When it comes to freelance copywriting jobs, there are few things as frustrating as a client that won’t pay on time.
You got into freelance copywriting to add flexibility and agency to your work life and make more than the average copywriter salary. However, you didn’t anticipate needing to chase down clients to get paid.
If you’re experiencing this issue, trust us—you’re not alone. In fact, more than 50% of freelancers in the US have experienced pay issues with a client at least once.
Although it’s a common problem, that doesn’t mean that you’re completely out of luck when it comes to clients on the hook for past-due payments.
By employing a few freelance best practices, it’s possible to pre-empt late payments and ensure that you’re getting your money in a timely manner.
In this blog, we’ll explain how to discuss past-due payments with clients and how to set up the best system for payments moving forward.
Put Yourself First
This may come as a surprise, but freelancers often get in their own way when attempting to collect past bills.
Statistically speaking, 29% of freelance invoices are paid late.
As a freelancer, your chief priority is to keep your client happy and paying —particularly when you’re trying to increase your copywriter salary, and your clients are limited.
In the beginning, your focus is largely on customer service and retention. As a result of this mindset, it’s easy to get into the habit of avoiding conflict (i.e., challenging your client).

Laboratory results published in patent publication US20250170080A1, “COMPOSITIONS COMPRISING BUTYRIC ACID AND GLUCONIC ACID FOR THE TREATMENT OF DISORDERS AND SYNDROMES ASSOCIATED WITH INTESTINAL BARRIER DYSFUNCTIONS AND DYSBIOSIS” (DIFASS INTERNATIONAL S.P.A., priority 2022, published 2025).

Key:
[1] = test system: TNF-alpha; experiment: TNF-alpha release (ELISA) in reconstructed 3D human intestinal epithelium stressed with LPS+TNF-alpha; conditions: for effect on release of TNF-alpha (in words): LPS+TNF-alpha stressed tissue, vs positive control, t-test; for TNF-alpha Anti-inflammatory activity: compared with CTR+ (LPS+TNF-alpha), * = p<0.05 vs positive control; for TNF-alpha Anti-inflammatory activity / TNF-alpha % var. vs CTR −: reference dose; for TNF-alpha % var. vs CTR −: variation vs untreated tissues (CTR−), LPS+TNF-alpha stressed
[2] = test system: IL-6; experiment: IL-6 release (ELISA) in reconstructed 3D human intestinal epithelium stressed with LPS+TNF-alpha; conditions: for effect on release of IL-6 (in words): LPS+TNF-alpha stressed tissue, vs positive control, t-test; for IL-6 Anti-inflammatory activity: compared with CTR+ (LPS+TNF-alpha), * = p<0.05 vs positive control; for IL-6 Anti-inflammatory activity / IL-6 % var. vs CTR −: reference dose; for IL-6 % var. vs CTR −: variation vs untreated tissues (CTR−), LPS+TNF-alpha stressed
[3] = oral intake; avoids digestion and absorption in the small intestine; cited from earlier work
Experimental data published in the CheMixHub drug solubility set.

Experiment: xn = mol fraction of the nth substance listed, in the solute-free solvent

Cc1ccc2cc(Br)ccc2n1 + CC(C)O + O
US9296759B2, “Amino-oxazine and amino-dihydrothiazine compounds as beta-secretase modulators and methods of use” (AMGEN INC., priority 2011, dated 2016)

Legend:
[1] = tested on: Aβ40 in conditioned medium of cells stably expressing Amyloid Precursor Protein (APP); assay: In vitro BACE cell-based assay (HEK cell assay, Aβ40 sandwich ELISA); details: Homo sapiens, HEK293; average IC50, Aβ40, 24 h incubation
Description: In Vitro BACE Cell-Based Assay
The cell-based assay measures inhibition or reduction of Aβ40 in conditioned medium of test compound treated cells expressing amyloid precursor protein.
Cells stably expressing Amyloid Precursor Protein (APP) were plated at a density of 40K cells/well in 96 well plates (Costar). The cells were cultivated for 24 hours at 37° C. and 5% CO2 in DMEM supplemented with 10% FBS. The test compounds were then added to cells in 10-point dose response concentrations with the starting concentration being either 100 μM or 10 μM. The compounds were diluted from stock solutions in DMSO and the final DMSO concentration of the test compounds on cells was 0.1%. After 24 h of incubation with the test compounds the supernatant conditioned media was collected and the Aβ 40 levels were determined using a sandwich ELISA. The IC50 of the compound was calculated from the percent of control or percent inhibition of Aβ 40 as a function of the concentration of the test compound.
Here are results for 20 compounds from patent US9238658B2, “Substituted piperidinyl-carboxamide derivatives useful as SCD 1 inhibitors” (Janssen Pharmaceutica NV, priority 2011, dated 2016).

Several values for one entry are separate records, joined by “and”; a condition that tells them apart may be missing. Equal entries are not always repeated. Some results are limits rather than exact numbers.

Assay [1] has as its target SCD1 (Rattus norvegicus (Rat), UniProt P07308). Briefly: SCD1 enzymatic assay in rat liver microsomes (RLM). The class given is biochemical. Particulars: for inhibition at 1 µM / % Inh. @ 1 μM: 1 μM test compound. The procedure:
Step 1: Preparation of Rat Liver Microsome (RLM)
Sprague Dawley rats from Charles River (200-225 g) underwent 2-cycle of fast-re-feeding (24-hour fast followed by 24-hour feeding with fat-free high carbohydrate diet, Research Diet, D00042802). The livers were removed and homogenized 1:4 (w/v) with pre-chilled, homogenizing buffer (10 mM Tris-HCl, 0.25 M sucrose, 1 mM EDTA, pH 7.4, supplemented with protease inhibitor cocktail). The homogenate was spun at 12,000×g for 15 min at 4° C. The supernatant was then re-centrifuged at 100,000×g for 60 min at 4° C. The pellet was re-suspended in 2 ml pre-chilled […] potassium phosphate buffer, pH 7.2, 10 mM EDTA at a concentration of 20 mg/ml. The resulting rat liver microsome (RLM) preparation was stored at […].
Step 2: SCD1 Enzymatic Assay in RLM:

Many freelancers dealing with past-due invoices are often uncertain of how to proceed.
- “Do I email my client the following day, or should I wait a few weeks?”
- “Are they going to feel like I’m bothering them?”
- “What if they don’t want to work with me after I ask?”
These are all pretty common questions, and we’ve all been there at one time or another.
The important thing to remember when these questions crop up is that you have just as much power as the person/company employing you. It’s just business. You’ve done a job to the best of your abilities and deserve to be paid for your work.
End of story.
So, don’t be afraid of potentially ruffling feathers if it means increasing your copywriter salary and establishing and maintaining a professional relationship. As long as you’re respectful, assertive, and fair, you’ve got nothing to worry about.
Always retain a degree of empathy. When reaching out to your clients for payment, don’t assume they’re avoiding payment when in reality they may just be busy or focused on other priorities.